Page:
The story of the Brooklyn Bridge — in the late 19th century the longest and largest suspension bridge ever attempted — is as dramatic as any fiction. As chronicled in David McCullough’s phenomenal The Great Bridge (1972) it has heroes, villains, excitement, setbacks, and ultimately triumph.
Engineers were the heroes, starting with John Roebling, the greatest bridge-builder of his time, who conceived the bridge, served as architect, and organized the effort to charter a bridge company.
Also his son, Washington Roebling, a Civil War hero who in his mid-twenties took over as Chief Engineer on his father’s untimely death. It was Washington Roebling who worked out every last engineering detail, and who recruited a fine engineering team to oversee the work — a team that, with only one resignation, remained in place for the fourteen years required to build the bridge.
A third Roebling was as important: Emily, Washington Roebling’s wife. When a severe case of the bends ruined her husband’s health (brought from too many hours breathing compressed air under the river, overseeing installation of the caissons on which the bridge rests), it was Emily who turned his dictated instructions into detailed written specifications, worked personally with the engineering team, reported progress and challenges back to her husband, and in general acted as second-in-command throughout most of the project.
The politicians of the day were the villains. Boss Tweed and his New York political machine were the most publicly detestable. The most vile, though, were board members who awarded the cable manufacturing contract to a crony who then delivered, quite deliberately, defective steel wire to the construction site.
No summary can do the book justice. Read it. When you’ve finished, you’ll understand that today’s politicians are nothing new. That doesn’t mean their lack of public courage is any more acceptable. It simply reinforces what we already know: Engineers create things that are new; politicians repeat the same old patterns, century after century, ad nauseum.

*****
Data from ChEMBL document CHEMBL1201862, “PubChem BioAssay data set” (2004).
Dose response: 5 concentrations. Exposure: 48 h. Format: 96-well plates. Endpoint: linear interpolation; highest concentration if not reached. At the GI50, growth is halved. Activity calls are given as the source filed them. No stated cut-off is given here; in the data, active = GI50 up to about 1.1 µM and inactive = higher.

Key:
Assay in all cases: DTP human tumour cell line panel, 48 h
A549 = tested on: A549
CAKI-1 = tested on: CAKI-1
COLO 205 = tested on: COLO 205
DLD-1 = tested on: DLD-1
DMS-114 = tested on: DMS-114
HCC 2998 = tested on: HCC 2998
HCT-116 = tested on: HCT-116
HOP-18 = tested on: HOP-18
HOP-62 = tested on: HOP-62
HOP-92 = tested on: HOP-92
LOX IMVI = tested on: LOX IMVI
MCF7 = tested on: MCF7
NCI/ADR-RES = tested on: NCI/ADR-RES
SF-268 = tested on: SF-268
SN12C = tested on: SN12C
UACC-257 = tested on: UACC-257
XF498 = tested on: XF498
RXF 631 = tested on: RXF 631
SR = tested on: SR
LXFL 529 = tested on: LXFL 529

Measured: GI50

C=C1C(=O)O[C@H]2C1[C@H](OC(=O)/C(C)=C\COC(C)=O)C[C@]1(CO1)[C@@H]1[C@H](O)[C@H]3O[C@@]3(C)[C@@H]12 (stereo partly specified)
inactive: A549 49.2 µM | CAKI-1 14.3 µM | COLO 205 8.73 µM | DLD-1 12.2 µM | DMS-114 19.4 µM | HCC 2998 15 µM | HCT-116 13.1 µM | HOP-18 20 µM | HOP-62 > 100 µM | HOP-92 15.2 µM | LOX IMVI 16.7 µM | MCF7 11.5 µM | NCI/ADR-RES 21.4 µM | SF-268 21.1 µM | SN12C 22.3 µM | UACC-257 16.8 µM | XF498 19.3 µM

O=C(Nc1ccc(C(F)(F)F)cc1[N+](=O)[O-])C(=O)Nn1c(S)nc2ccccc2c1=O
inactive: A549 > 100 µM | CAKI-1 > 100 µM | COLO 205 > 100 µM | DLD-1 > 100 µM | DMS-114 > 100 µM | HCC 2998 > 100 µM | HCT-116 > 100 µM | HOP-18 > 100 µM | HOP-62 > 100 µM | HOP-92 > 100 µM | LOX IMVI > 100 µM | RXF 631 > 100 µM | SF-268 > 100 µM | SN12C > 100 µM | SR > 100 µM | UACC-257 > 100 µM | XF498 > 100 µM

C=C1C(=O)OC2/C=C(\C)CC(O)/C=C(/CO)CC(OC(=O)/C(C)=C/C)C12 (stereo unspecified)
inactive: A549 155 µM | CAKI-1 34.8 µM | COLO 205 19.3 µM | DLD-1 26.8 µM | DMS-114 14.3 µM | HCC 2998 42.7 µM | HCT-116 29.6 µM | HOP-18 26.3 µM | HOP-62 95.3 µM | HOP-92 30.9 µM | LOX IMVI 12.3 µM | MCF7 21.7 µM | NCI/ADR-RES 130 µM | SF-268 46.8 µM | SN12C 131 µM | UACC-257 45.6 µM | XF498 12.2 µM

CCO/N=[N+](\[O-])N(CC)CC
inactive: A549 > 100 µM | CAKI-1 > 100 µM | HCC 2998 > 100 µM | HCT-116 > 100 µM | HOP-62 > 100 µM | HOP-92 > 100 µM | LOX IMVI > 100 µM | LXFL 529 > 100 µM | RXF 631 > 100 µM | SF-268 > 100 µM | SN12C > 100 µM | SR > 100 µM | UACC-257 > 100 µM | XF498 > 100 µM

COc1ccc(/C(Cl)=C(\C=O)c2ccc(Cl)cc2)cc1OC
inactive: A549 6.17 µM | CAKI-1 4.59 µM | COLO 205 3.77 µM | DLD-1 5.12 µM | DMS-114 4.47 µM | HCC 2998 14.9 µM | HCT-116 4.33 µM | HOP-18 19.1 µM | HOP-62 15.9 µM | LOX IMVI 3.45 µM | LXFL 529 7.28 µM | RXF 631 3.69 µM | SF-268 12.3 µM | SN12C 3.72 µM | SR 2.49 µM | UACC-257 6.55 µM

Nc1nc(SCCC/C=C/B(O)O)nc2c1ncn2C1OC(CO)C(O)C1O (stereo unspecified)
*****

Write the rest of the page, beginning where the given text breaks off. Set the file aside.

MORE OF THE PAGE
In the 1970s and preceding decades, the United States invested 3 percent of GDP on infrastructure. Since 1980 we’ve spent one third less and our infrastructure is deteriorating. It’s a pattern that is, by now, familiar: Politicians sell taxpayers on the idea that tax cuts are free. We just need to eliminate waste and be smarter about priorities.
Here’s another pattern: Bad logic about risk.
According to the Star Tribune’s investigative reporting, the engineers who last inspected the 35W bridge in Minneapolis prior to its collapse identified 52 steel beams at risk of cracking. They were sufficiently concerned to consider condemning the bridge, and recommended emergency measures to reinforce it.
Shortly before the project began, though, the same engineers reviewed their emergency measures and decided they carried too much risk of their own. The non-engineers who set policy in cases like this decided this meant doing nothing (ManagementSpeak: Developing “a more cost effective approach”) was a fine course of action.
One more pattern: Bad math when it comes to risk.
Imagine the risk of the 35W bridge’s collapse was 0.001%. That’s sufficiently remote that few would worry.
We know, though, that about 100,000 bridges have been rated the same or worse than the 35W bridge before its collapse. That would mean we have a 10% chance, every year, of another catastrophic bridge failure.
We don’t know the actual risks. If anyone does turn bridge ratings into probabilities of failure, it’s well hidden. One wonders why.
What does this have to do with keeping the joint running? Everything. You deal with the exact same challenges every day:
- Do more with less: Most CIOs have been handed budget cuts, then told there’s plenty of money — they just have to eliminate waste and set more effective priorities.
- Bad logic: Bridge engineers aren’t the only ones who find flaws in proposed solutions, only to be told that if that’s the case there’s no problem to solve.
- Bad math: An easy-to-handle example illustrates: If the risk of one server failing is 0.01% on any given day, the situation sounds manageable. Unless you have 1,000 servers in your data center.
Here’s why it’s relevant. Your job isn’t to be right about all of this, then to say I-told-you-so when something goes wrong.
It’s to establish strong enough working relationships throughout the business to be persuasive, to communicate risk and its consequences accurately enough to prevent its turning into reality.